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1. Identification of Defendants_photographic lineup_illustrative of pre-trial identification
Evidence about a photographic lineup and the victim's identification of defendant was admissible where the evidence was admitted to illustrate the pre-trial identification of defendant. The officer explained the methods used in the creation of the lineup, and both the officer and the victim testified that the victim's response was not prompted.
2. Evidence_prior arrest for impaired driving and resulting photograph_admission
There was no prejudicial error in an attempted armed robbery prosecution where the court erred by allowing an officer to testify that he had arrested defendant for driving while impaired and the resulting photograph was used in identifying defendant. The testimony about the DWI was not sufficiently similar to the attempted armed robbery to be offered for any permissible purpose; however, defendant took the stand in his own behalf, which allowed the State to proffer evidence regarding the defendant's criminal record, and defendant revealed his prior record during his direct examination.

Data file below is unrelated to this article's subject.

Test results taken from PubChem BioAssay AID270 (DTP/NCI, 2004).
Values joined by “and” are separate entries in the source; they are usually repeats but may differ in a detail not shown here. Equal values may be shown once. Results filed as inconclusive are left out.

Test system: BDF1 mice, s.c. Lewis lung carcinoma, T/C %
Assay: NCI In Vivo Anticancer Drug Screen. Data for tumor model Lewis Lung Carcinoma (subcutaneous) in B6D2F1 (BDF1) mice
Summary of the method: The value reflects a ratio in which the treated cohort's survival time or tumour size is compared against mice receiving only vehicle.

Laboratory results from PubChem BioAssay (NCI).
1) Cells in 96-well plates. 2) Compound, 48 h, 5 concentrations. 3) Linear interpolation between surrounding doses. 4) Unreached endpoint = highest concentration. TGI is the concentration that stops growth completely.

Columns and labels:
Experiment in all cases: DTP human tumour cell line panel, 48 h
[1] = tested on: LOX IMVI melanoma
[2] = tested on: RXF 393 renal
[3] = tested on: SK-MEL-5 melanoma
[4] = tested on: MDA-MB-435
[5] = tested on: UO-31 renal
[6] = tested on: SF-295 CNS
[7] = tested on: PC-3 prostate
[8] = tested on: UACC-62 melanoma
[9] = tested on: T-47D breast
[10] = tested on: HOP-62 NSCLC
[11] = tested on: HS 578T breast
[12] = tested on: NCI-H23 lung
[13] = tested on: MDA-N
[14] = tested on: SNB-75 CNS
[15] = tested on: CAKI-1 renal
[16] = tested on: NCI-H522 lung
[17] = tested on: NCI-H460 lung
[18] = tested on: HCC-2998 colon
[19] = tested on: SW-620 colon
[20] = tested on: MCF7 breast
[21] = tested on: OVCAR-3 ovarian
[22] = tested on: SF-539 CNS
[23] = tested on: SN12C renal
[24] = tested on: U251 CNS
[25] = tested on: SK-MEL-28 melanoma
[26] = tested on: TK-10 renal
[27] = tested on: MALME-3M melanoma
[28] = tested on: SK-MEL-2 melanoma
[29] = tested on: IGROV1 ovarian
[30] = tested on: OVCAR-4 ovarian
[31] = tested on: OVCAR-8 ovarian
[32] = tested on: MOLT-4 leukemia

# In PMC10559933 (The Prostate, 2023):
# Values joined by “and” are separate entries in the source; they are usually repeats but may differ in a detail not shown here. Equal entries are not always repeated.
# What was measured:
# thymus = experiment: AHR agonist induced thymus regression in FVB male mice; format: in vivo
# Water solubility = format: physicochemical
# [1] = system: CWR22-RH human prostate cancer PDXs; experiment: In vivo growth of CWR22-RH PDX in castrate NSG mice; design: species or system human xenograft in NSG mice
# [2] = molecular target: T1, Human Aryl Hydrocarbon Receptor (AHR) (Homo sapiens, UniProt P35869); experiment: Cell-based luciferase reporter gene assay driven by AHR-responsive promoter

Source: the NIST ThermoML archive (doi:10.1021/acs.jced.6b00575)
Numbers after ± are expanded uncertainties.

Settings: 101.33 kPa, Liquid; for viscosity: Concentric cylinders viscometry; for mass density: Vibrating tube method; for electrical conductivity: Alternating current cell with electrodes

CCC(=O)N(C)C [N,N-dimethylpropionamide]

3. Evidence_officer's testimony about defendant's statement_subsequent testimony_no
There was no prejudicial error in excluding an officer's testimony about an armed robbery defendant's statement where any error was cured by subsequent testimony.
4. Evidence_testimony about victim's identification_rebuttal_admissible
The trial court did not err in an attempted armed robbery prosecution by allowing an officer to testify about a witness's conversation with him regarding the identification of defendant. The witness with whom the officer talked had testified for defendant, the officer was called in rebuttal, and his testimony was relevant because it concerned the circumstances surrounding the parties, was probative of his investigation of defendant as the perpetrator, and aided the jury in understanding the circumstances surrounding the investigation.
Roy Cooper, Attorney General, by Jay L. Osborne, Assistant
Attorney General, for the State.
Jon W. Myers, for defendant-appellant.
MARTIN, Chief Judge.